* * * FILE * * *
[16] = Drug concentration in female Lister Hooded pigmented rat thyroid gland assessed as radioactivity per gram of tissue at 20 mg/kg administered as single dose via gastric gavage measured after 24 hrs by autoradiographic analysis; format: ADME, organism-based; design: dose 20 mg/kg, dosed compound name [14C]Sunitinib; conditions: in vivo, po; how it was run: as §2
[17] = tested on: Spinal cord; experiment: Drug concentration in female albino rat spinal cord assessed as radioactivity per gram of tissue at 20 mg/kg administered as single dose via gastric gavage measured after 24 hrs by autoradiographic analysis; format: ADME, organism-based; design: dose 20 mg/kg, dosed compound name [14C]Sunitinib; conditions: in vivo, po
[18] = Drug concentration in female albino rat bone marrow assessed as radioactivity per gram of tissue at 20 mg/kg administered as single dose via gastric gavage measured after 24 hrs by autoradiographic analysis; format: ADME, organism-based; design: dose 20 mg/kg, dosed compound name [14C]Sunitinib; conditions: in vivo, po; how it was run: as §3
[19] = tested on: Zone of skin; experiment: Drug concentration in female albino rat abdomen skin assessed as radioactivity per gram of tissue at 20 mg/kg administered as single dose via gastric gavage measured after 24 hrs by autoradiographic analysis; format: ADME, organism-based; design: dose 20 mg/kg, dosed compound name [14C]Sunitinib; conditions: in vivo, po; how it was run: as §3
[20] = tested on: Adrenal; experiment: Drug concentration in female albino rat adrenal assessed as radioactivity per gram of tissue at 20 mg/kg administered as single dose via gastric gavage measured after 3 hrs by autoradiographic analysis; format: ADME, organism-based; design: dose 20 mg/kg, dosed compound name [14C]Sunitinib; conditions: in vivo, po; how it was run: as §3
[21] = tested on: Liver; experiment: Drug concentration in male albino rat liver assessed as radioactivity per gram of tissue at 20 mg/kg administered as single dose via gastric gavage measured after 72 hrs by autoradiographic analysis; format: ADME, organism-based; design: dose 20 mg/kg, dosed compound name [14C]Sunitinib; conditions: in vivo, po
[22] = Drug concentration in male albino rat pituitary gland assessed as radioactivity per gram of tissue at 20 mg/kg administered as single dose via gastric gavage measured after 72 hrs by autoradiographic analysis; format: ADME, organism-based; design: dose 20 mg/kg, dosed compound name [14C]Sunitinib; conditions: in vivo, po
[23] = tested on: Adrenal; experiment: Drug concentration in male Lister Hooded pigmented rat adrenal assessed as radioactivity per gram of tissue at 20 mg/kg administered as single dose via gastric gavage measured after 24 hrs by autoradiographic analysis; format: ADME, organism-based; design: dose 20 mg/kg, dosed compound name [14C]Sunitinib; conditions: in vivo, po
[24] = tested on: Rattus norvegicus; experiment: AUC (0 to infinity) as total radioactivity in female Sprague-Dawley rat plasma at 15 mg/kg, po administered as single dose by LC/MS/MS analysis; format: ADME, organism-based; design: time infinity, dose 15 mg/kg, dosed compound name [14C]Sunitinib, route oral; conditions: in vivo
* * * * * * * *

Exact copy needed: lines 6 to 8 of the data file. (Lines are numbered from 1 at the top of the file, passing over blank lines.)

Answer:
[21] = tested on: Liver; experiment: Drug concentration in male albino rat liver assessed as radioactivity per gram of tissue at 20 mg/kg administered as single dose via gastric gavage measured after 72 hrs by autoradiographic analysis; format: ADME, organism-based; design: dose 20 mg/kg, dosed compound name [14C]Sunitinib; conditions: in vivo, po
[22] = Drug concentration in male albino rat pituitary gland assessed as radioactivity per gram of tissue at 20 mg/kg administered as single dose via gastric gavage measured after 72 hrs by autoradiographic analysis; format: ADME, organism-based; design: dose 20 mg/kg, dosed compound name [14C]Sunitinib; conditions: in vivo, po
[23] = tested on: Adrenal; experiment: Drug concentration in male Lister Hooded pigmented rat adrenal assessed as radioactivity per gram of tissue at 20 mg/kg administered as single dose via gastric gavage measured after 24 hrs by autoradiographic analysis; format: ADME, organism-based; design: dose 20 mg/kg, dosed compound name [14C]Sunitinib; conditions: in vivo, po